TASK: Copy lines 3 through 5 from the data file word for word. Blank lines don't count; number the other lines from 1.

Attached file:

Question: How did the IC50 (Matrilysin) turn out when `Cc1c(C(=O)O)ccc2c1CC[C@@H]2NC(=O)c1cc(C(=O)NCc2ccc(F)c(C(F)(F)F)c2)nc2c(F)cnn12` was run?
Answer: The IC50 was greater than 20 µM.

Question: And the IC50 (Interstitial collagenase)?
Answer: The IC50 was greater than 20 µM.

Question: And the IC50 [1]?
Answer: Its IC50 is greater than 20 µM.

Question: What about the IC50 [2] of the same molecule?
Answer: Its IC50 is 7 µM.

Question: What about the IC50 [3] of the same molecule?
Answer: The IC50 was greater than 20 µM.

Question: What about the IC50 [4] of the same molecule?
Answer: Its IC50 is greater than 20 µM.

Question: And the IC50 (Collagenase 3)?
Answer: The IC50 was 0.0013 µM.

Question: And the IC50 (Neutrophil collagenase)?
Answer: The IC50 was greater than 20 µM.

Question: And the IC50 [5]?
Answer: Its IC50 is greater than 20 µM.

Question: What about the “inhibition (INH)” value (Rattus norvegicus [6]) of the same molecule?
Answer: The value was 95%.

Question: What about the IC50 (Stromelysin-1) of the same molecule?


Question: And the IC50 (Interstitial collagenase)?
Answer: The IC50 was greater than 20 µM.

Question: And the IC50 [1]?